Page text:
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Misreading a pastoral property regime in the Logone floodplain, Cameroon

Mark Moritz, The Ohio State University

DOI: http://dx.doi.org/10.5751/ES-09055-220113

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Abstract

This is a response to an article by Haller et al. (2013) in Ecology and Society titled “How fit turns into misfit and back: institutional transformations of pastoral commons in African floodplains.” In this response, I argue that Haller et al.’s description of the pastoralists’ management of common-pool grazing resources in the Logone floodplain of Cameroon is incorrect in a number of ways. I summarize the findings from our longitudinal and interdisciplinary study to show that current pastoralists’ management of common-pool grazing resources in the floodplain is efficient, equitable, and sustainable. Specifically, ecological research contradicts Haller et al.’s proposition that resource degradation is due to overgrazing in a situation of open access. This is an important point to clarify because pastoralists are often wrongly accused of overgrazing the range.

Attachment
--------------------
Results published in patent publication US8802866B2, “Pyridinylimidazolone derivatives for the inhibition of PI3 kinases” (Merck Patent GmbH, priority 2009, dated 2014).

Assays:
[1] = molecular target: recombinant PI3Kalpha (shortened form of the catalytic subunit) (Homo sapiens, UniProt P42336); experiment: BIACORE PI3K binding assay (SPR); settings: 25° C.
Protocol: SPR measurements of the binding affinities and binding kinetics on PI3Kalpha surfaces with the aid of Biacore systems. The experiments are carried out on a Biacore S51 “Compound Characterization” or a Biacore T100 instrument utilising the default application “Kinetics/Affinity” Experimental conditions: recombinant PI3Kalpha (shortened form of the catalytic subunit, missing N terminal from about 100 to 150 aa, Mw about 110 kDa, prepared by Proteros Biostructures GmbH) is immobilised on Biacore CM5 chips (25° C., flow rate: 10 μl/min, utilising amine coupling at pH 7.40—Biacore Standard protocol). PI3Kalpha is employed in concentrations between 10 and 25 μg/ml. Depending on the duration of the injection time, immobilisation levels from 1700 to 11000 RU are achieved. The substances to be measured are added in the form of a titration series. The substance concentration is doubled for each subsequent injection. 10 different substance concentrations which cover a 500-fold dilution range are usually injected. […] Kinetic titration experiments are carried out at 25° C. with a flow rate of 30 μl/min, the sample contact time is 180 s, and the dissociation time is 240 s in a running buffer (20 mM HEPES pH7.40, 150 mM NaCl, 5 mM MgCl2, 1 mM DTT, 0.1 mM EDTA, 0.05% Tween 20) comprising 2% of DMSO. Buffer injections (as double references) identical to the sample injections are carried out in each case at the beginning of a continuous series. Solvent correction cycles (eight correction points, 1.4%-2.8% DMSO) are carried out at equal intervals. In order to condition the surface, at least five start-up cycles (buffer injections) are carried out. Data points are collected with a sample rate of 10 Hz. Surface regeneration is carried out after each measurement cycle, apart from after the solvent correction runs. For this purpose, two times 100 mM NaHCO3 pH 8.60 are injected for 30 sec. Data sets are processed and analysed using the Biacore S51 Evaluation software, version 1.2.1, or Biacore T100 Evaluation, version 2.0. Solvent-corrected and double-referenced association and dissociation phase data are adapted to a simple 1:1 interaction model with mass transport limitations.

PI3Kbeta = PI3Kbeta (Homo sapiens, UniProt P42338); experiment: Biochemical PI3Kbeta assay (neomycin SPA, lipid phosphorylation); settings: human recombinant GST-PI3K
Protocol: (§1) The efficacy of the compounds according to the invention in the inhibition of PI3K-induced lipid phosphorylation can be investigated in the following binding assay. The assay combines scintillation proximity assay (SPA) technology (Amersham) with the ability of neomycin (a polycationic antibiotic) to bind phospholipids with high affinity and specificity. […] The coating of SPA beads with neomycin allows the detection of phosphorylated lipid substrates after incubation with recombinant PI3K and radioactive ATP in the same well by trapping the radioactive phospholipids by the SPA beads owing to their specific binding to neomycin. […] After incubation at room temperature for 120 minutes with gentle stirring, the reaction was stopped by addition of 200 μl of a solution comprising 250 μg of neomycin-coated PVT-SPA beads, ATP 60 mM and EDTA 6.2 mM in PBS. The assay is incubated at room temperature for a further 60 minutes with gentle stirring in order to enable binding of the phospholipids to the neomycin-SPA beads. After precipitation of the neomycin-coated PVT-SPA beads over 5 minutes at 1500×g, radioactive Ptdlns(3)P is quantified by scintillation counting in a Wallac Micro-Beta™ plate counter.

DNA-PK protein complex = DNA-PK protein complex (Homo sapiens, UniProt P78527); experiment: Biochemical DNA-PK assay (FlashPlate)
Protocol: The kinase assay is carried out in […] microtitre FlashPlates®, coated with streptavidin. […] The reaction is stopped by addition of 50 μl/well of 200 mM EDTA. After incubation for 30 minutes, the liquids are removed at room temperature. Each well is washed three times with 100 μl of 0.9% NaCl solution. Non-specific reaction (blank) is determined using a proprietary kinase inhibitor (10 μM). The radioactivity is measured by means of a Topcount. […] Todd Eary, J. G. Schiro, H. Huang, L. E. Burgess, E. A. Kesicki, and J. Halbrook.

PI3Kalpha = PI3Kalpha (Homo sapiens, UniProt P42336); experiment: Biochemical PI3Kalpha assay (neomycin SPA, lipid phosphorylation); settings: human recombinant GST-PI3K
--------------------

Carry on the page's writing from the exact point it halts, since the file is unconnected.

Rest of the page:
Key words

common-pool resources; floodplains; pastoralists; property regimes; rent seeking

Copyright © 2017 by the author(s). Published here under license by The Resilience Alliance. This article  is under a Creative Commons Attribution-NonCommercial 4.0 International License.  You may share and adapt the work for noncommercial purposes provided the original author and source are credited, you indicate whether any changes were made, and you include a link to the license.

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